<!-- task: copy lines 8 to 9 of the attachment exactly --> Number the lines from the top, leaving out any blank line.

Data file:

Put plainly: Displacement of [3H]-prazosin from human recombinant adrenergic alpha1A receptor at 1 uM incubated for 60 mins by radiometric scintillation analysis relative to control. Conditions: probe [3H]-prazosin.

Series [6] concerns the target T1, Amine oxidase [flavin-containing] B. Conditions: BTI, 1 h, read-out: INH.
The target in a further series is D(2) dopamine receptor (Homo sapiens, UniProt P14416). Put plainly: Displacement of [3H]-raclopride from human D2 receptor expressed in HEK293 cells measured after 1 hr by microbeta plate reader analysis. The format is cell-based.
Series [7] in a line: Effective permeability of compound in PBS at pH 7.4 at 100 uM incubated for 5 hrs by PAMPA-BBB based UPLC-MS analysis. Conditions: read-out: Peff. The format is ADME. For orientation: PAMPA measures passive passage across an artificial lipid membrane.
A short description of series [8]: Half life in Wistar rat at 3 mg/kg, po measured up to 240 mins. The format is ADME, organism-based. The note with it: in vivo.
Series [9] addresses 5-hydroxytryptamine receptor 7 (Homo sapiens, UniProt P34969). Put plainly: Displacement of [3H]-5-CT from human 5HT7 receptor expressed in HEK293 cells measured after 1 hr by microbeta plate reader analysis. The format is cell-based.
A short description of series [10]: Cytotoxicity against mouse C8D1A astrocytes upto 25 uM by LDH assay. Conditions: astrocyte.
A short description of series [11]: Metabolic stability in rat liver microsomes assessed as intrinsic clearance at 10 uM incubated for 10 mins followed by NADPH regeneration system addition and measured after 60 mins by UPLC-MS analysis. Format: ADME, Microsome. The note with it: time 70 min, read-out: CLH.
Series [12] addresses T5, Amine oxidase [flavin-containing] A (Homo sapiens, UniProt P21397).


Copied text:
A short description of series [11]: Metabolic stability in rat liver microsomes assessed as intrinsic clearance at 10 uM incubated for 10 mins followed by NADPH regeneration system addition and measured after 60 mins by UPLC-MS analysis. Format: ADME, Microsome. The note with it: time 70 min, read-out: CLH.
Series [12] addresses T5, Amine oxidase [flavin-containing] A (Homo sapiens, UniProt P21397).